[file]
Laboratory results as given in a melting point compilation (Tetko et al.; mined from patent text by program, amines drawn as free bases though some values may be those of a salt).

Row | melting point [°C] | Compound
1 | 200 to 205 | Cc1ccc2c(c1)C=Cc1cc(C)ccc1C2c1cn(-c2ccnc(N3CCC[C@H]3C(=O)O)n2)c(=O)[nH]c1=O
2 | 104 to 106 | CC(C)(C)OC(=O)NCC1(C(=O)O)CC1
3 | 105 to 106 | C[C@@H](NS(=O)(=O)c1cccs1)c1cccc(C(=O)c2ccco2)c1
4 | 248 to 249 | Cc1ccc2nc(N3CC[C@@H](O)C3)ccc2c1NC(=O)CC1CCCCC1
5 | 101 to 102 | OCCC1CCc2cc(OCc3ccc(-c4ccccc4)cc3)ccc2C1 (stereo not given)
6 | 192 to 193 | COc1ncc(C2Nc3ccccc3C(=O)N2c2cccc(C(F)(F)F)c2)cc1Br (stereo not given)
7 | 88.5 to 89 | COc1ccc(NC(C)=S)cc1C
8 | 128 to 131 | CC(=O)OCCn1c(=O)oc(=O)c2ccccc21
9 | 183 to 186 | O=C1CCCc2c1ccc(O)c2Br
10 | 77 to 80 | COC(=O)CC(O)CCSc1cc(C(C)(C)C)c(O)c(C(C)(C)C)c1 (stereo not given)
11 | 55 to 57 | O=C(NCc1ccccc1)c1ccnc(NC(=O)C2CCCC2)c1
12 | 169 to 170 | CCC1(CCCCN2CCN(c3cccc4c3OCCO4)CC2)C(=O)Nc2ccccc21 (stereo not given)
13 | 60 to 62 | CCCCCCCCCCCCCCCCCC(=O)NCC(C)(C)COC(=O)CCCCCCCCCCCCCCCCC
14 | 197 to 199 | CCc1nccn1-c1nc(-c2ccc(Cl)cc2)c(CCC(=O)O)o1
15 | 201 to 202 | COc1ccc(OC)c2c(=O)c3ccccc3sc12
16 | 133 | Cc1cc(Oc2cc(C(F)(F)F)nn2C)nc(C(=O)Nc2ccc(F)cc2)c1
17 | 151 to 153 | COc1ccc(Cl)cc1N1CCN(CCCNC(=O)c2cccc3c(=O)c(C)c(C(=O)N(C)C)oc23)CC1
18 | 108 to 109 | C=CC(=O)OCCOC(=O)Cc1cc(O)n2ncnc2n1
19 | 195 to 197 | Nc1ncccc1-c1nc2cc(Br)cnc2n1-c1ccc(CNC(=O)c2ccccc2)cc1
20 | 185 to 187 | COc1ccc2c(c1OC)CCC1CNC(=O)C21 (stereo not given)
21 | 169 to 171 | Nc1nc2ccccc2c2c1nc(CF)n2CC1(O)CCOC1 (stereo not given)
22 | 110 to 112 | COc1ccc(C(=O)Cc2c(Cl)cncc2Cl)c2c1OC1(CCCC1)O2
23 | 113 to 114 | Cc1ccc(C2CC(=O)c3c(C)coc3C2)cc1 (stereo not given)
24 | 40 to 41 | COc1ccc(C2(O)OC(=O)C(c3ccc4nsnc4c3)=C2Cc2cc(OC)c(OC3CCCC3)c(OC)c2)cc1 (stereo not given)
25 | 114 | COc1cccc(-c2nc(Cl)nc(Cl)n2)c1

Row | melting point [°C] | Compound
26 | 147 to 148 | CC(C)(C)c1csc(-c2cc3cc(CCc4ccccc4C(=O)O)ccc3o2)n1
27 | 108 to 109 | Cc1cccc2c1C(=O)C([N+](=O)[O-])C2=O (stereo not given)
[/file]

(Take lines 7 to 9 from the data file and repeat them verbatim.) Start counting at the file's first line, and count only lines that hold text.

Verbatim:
5 | 101 to 102 | OCCC1CCc2cc(OCc3ccc(-c4ccccc4)cc3)ccc2C1 (stereo not given)
6 | 192 to 193 | COc1ncc(C2Nc3ccccc3C(=O)N2c2cccc(C(F)(F)F)c2)cc1Br (stereo not given)
7 | 88.5 to 89 | COc1ccc(NC(C)=S)cc1C